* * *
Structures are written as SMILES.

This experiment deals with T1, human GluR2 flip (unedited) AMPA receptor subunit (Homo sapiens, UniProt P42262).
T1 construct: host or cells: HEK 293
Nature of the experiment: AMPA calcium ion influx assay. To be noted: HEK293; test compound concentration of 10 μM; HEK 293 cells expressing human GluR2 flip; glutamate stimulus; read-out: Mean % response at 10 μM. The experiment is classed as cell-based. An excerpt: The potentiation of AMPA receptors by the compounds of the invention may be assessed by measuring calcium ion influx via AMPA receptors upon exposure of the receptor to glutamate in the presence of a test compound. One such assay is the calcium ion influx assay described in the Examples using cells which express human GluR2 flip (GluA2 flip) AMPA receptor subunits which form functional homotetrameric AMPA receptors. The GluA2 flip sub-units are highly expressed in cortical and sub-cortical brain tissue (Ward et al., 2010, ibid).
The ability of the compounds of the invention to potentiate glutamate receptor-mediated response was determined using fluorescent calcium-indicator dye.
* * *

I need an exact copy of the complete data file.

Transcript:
Structures are written as SMILES.

This experiment deals with T1, human GluR2 flip (unedited) AMPA receptor subunit (Homo sapiens, UniProt P42262).
T1 construct: host or cells: HEK 293
Nature of the experiment: AMPA calcium ion influx assay. To be noted: HEK293; test compound concentration of 10 μM; HEK 293 cells expressing human GluR2 flip; glutamate stimulus; read-out: Mean % response at 10 μM. The experiment is classed as cell-based. An excerpt: The potentiation of AMPA receptors by the compounds of the invention may be assessed by measuring calcium ion influx via AMPA receptors upon exposure of the receptor to glutamate in the presence of a test compound. One such assay is the calcium ion influx assay described in the Examples using cells which express human GluR2 flip (GluA2 flip) AMPA receptor subunits which form functional homotetrameric AMPA receptors. The GluA2 flip sub-units are highly expressed in cortical and sub-cortical brain tissue (Ward et al., 2010, ibid).
The ability of the compounds of the invention to potentiate glutamate receptor-mediated response was determined using fluorescent calcium-indicator dye.